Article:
• Life in the Spirit (Romans 14:17-18)
  • The surprisingly blessed life  (Matthew 5:2-12)
  • The obedient and fruitful life (Galatians 5:13-26)

We: Life Together in God’s Kingdom by the Spirit

  • The community that takes on Christ’s kingly character (Ephesians 4:14-16)
  • The community that takes on Christ’s servant character (Philippians 2:1-11)

They: Kingdom Mission with the Spirit

  • Word: The Great Commission (Matthew 28:18-20; Acts 1:8)
  • Deed: The Great Commandment  (Matthew 22:34-40)

Dig Deeper

This week dig deeper into the theme of living in the kingdom of God in one or more of the following ways:

Jesus is Lord: Tracing the Kingdom of God in the New Testament

This past weekend at Eastbrook Church we continued our series, “The Kingdom of God.” This first weekend I explored the theme of the kingdom of God through the Old Testament, and this week I took a similar journey through the New Testament.

You can view the message video and outline for the message is below. You can follow along with the entire series here and the devotional that accompanies the series here. You could always join us for weekend worship in-person or remotely via Eastbrook at Home.


“Jesus said, ‘The kingdom of God has come near. Repent and believe the good news!’” (Mark 1:15)

Jesus and the Gospel of the Kingdom (Luke 4:16-21; Mark 1:14-15; Matthew 4:23; 9:35)

  • Fulfilling the promise
  • Proclaiming the kingdom
  • Calling for repentance
  • Bringing healing and salvation
  • Telling stories of the kingdom

Jesus, the Kingdom, the Cross, and the Resurrection

  • The King crucified: representative and sacrifice (Mark 15:22-24; Galatians 3:13; 2 Corinthians 5:21; 1 Corinthians 1:18-25)
  • The King and the powers: conflict and victory (John 18:33-38; Colossians 2:13-15)
  • The King resurrected: the first step of total renewal (Mark 16:1-8; 1 Corinthians 15:20-24)

The Church and the Kingdom

  • The church witnesses to the kingdom by the Holy Spirit’s power (Acts 1:8; 2:1-4; 8:12; 19:8)
  • The church lives in the kingdom of God as both now and not yet (Mark 1:15; 1 Corinthians 6:9; James 2:5)

The Fullness of the Kingdom Yet to Come

  • Living for the kingdom yet to come (Hebrews 11:10, 13, 14)
  • Two visions of the eternal kingdom (Revelation 7:9-10; 21:1-6)

Key themes of the kingdom of God in the New Testament

  • Jesus is King and God’s kingdom has arrived
  • In His crucifixion and resurrection, Jesus brings salvation, healing, and victory in God’s kingdom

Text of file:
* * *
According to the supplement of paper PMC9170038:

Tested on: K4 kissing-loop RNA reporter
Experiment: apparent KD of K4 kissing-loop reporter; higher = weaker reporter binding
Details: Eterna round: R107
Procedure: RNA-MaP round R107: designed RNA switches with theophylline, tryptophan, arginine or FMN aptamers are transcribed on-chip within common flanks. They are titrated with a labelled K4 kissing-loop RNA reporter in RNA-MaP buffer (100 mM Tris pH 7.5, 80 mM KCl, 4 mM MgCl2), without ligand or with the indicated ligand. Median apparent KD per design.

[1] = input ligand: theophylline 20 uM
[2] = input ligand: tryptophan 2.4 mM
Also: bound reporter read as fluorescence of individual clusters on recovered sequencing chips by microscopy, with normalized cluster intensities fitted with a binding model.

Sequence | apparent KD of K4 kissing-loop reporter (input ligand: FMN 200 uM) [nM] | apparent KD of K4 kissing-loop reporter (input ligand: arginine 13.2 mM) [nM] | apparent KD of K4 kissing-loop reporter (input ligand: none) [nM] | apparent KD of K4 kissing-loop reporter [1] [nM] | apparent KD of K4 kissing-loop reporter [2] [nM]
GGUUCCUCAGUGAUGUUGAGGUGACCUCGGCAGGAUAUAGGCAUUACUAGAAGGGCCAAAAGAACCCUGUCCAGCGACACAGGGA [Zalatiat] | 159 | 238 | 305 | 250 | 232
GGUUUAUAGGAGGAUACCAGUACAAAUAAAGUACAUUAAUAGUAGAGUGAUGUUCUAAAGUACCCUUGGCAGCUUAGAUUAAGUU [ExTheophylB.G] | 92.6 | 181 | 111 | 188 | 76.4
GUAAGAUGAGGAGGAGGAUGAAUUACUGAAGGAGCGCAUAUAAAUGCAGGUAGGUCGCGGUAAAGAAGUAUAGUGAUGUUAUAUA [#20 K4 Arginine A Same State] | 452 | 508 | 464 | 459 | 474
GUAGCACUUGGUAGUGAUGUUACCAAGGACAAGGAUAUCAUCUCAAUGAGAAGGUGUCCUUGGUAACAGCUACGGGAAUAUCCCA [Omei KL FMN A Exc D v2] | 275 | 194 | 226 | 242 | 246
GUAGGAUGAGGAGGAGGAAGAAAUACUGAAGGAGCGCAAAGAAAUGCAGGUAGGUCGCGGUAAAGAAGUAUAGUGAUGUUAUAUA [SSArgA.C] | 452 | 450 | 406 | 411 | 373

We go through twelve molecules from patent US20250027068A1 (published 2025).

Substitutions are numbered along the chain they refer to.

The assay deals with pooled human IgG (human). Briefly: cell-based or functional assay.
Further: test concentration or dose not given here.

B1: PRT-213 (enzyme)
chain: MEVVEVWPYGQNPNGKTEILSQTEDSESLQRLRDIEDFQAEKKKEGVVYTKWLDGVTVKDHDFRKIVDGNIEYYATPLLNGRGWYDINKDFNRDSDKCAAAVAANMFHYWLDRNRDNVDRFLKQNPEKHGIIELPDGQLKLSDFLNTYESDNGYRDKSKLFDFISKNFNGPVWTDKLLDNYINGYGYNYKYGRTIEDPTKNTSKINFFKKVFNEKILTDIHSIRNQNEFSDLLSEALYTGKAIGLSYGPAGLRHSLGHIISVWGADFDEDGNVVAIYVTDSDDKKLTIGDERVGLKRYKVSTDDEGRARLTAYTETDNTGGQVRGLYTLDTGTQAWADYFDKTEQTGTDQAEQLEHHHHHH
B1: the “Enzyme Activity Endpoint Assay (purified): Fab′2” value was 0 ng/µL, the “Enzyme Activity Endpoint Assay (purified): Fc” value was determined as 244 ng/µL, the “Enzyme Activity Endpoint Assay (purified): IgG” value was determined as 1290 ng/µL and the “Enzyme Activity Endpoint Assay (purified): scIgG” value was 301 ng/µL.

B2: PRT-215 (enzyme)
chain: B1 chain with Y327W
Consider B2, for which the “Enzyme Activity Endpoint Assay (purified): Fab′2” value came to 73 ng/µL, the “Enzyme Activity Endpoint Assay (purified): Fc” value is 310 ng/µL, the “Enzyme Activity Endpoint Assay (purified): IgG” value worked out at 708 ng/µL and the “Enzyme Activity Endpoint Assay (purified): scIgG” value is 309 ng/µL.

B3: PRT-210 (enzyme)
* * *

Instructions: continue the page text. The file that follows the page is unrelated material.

• God’s people play a part as witnesses to God’s kingdom before the nations
  • God’s kingdom has come, yet its fullness is yet to come

God is King: Tracing the Kingdom of God through the Old Testament

This past weekend at Eastbrook Church we began a new series, “The Kingdom of God.” This first weekend I explored the theme of the kingdom of God through the Old Testament, touching on the creation in Genesis, Abraham’s calling, the Exodus with Moses and Joshua, the entrance of the kings, exile, and two prophets, Isaiah and Daniel. It was a lot in a short time, but was my attempt to help us gain clarity on the big themes of God’s kingdom in the Hebrew Scriptures. Next week we will take a similar journey through the New Testament.

You can view the message video and outline for the message is below. You can follow along with the entire series here and the devotional that accompanies the series here. You could always join us for weekend worship in-person or remotely via Eastbrook at Home.


“Who is this King of glory? The Lord strong and mighty.” (Psalm 24:8)

God is King over all (Genesis 1-2)

  • He has made and rules over everything
  • Humanity is made in God’s image and serves as God’s representative upon earth

God is King and His people play a part (Genesis, Exodus, Joshua)

  • God promises Abraham to raise up a new people (Genesis 12:1-3)
  • God delivers Israel at the Exodus and brings them to the Promised Land (Exodus 6:1-8)
  • God’s kingdom is different; He’s on His own “side” (Joshua 5:13-15)

God is King but Israel wanted another king  (1 & 2 Samuel, 1 & 2 Kings)

  • Samuel and Israel’s rejection of God (1 Samuel 8)
  • Saul the first and faulty king (1 Samuel 9)
  • David the new, but imperfect, king (1 Samuel 16; 2 Samuel 5)
  • Solomon and the decline of the kingship toward exile (1 Kings 11)

God is King and His kingdom is coming (Isaiah)

  • A day will come when the nations will stream to Jerusalem (Isaiah 2)
  • A messianic king will reign on David’s throne and bring God’s kingdom (Isaiah 9 & 11)
  • He will restore Zion’s glory, rebuild the exiled ruins, and bless the nations (Isaiah 60 & 61)

God is King and no other kingdom will endure (Daniel)

  • God’s kingdom will overwhelm and supplant the kingdoms of earth (Daniel 2:29-45)
  • God’s kingdom will break through the beastly kingdoms of earth when the Son of Man appears (Daniel 7:1-28)

Key themes of the kingdom of God in the Old Testament

  • God is King
  • God’s kingdom is different than and superior to all other kingdoms
  • God’s kingdom will come when the Messiah arrives
  • God’s people play a part in His kingdom
  • God’s kingdom brings blessing to the nations